Pearson shareholders see red over chief executive's 20% pay rise
Pearson shareholders have vented their anger over a 20% pay bump for the loss-making publisher's chief executive, with over two thirds voting against the company's remuneration report.
The company said it was "disappointed" that the report failed to gain shareholder approval, with more than 65.59% votes cast against the resolution at its AGM.
It comes after the former Financial Times and Economist owner boosted chief executive John Fallon's base salary from £776,000 to £780,000, and shelled out an extra £343,000 for his annual incentive plan, helping his total pay climb to £1.5 million - while the publisher posted its biggest lost in its history.
Pearson said: "During 2016, Pearson engaged extensively with its major shareholders to understand their views on remuneration matters.
"We were disappointed that the advisory vote for this year's remuneration report was not passed and that, although passed, there was a significant minority vote against both our remuneration policy and the re-election of our remuneration committee chair, Elizabeth Corley.
"Naturally, we acknowledge this feedback and thank those shareholders who have already spoken with us and explained their reasons for not supporting the relevant resolutions."
The company said that the remuneration committee was "committed to continuing dialogue" with shareholders as it applies its remuneration policy in the years ahead.
The shareholder vote against the remuneration report - which looks back at the way that the company's pay policy has been applied over the past - is advisory, while votes cast for the policy - which outlines the way the company intends to reward its executives over the next three years - is binding, and was passed by shareholders at Friday's AGM.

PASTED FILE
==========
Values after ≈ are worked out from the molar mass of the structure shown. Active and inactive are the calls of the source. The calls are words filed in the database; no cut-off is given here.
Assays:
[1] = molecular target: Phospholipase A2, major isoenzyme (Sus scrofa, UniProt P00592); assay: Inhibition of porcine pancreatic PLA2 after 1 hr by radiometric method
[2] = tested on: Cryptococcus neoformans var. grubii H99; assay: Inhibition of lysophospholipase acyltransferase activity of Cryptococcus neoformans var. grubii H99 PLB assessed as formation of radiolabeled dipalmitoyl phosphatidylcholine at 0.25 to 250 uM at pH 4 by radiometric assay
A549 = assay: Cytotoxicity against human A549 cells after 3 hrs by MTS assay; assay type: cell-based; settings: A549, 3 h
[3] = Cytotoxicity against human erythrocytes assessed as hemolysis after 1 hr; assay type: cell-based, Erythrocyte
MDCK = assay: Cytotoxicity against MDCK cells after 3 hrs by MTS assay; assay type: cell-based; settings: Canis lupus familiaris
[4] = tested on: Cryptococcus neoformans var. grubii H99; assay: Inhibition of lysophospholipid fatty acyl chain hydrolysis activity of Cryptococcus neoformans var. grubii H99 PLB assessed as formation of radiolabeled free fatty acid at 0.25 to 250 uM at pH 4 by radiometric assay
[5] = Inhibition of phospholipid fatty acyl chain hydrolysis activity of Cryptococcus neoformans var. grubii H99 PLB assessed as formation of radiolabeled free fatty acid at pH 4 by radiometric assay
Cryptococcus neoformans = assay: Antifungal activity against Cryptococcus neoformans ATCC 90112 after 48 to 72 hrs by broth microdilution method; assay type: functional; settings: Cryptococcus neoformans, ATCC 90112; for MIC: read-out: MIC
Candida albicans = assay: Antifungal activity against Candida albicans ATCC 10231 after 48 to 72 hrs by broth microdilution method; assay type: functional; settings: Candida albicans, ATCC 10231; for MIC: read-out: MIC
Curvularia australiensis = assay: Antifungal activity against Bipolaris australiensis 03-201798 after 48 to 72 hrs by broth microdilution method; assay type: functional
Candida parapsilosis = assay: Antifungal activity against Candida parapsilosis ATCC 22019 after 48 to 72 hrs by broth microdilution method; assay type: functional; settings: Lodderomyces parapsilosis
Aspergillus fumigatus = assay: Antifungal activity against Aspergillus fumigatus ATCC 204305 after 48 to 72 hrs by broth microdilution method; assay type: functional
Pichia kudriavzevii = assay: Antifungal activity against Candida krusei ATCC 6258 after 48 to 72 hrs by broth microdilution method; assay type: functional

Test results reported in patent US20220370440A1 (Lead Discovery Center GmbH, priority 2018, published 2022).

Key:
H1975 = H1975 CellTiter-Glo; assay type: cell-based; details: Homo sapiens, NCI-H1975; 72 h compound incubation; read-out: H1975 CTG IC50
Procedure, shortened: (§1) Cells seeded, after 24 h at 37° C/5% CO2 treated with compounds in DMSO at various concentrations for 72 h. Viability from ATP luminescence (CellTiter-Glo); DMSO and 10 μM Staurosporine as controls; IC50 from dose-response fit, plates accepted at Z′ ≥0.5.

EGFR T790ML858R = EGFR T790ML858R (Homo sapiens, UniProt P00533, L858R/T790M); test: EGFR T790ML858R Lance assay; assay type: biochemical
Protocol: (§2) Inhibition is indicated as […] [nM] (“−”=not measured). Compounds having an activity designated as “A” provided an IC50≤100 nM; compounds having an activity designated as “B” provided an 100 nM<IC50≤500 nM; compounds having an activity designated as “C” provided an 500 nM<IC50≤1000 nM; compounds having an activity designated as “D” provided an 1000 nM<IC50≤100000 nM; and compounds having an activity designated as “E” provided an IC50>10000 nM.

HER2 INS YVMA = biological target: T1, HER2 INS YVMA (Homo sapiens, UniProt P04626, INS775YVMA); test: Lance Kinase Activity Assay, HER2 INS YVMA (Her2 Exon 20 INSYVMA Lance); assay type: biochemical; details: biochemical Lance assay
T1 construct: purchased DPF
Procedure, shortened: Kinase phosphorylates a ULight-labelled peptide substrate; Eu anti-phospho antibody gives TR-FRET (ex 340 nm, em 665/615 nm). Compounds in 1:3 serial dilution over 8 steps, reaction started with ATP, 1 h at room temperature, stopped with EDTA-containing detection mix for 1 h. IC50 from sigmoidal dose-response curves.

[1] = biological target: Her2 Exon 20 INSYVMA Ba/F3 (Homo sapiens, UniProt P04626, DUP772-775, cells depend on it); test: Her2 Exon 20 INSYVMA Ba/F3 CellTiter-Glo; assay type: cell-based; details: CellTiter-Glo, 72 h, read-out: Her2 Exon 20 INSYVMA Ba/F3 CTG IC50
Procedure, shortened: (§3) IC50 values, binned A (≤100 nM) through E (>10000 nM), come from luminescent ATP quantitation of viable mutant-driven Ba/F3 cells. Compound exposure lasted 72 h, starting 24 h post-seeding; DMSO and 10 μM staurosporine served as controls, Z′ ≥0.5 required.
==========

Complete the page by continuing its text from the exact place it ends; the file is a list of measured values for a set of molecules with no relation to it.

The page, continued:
News that Pearson is set to embark on major cost cutting plans sent its FTSE 100 listed shares up more than 11% on Friday.
The company said it will slash costs by £300 million a year by the end of 2019, and had started a "strategic review" of its US school publishing business.
It adds to the £650 million of previously announced savings over the past four years, with the efficiency drive leading to the loss of 4,000 full-time staff across the business last year.
Chief executive John Fallon said: "We are creating a leaner Pearson, equipped to innovate and win in digital education.
"The measures we are announcing today build on the work completed last year and will allow us to further simplify our portfolio, reduce costs and accelerate our digital transformation."
The news came as the group announced results for the first quarter of 2017, with sales increasing by 6% in underlying terms, in line with expectations.
Pearson maintained its full-year operating profit guidance of £570 million to £630 million.